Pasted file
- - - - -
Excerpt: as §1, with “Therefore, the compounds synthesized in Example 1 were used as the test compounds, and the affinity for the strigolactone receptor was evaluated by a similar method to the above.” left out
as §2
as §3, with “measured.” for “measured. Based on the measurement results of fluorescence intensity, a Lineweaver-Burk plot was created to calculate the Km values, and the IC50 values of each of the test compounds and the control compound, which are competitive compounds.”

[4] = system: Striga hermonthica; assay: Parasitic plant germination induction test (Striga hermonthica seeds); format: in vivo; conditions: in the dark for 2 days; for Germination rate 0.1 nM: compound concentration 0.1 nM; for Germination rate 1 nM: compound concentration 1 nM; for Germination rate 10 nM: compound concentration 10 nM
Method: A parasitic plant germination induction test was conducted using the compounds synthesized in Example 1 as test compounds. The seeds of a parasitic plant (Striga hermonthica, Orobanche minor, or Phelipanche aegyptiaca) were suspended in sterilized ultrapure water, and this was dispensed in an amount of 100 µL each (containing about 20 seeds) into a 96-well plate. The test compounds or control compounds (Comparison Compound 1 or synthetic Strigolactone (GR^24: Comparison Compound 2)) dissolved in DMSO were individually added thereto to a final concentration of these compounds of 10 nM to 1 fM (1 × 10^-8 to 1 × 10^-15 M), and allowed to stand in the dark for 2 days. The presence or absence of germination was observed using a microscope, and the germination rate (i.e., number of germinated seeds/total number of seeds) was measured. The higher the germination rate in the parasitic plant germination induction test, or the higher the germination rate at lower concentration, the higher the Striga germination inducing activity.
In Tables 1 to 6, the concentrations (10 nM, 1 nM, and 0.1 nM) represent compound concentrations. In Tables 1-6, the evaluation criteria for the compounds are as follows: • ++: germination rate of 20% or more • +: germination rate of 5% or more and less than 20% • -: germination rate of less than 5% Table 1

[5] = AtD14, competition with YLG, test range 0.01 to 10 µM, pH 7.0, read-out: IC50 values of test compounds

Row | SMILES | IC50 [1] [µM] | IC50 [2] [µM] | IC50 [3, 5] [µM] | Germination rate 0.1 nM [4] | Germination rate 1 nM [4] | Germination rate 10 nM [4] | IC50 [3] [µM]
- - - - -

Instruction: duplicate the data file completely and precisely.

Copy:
Excerpt: as §1, with “Therefore, the compounds synthesized in Example 1 were used as the test compounds, and the affinity for the strigolactone receptor was evaluated by a similar method to the above.” left out
as §2
as §3, with “measured.” for “measured. Based on the measurement results of fluorescence intensity, a Lineweaver-Burk plot was created to calculate the Km values, and the IC50 values of each of the test compounds and the control compound, which are competitive compounds.”

[4] = system: Striga hermonthica; assay: Parasitic plant germination induction test (Striga hermonthica seeds); format: in vivo; conditions: in the dark for 2 days; for Germination rate 0.1 nM: compound concentration 0.1 nM; for Germination rate 1 nM: compound concentration 1 nM; for Germination rate 10 nM: compound concentration 10 nM
Method: A parasitic plant germination induction test was conducted using the compounds synthesized in Example 1 as test compounds. The seeds of a parasitic plant (Striga hermonthica, Orobanche minor, or Phelipanche aegyptiaca) were suspended in sterilized ultrapure water, and this was dispensed in an amount of 100 µL each (containing about 20 seeds) into a 96-well plate. The test compounds or control compounds (Comparison Compound 1 or synthetic Strigolactone (GR^24: Comparison Compound 2)) dissolved in DMSO were individually added thereto to a final concentration of these compounds of 10 nM to 1 fM (1 × 10^-8 to 1 × 10^-15 M), and allowed to stand in the dark for 2 days. The presence or absence of germination was observed using a microscope, and the germination rate (i.e., number of germinated seeds/total number of seeds) was measured. The higher the germination rate in the parasitic plant germination induction test, or the higher the germination rate at lower concentration, the higher the Striga germination inducing activity.
In Tables 1 to 6, the concentrations (10 nM, 1 nM, and 0.1 nM) represent compound concentrations. In Tables 1-6, the evaluation criteria for the compounds are as follows: • ++: germination rate of 20% or more • +: germination rate of 5% or more and less than 20% • -: germination rate of less than 5% Table 1

[5] = AtD14, competition with YLG, test range 0.01 to 10 µM, pH 7.0, read-out: IC50 values of test compounds

Row | SMILES | IC50 [1] [µM] | IC50 [2] [µM] | IC50 [3, 5] [µM] | Germination rate 0.1 nM [4] | Germination rate 1 nM [4] | Germination rate 10 nM [4] | IC50 [3] [µM]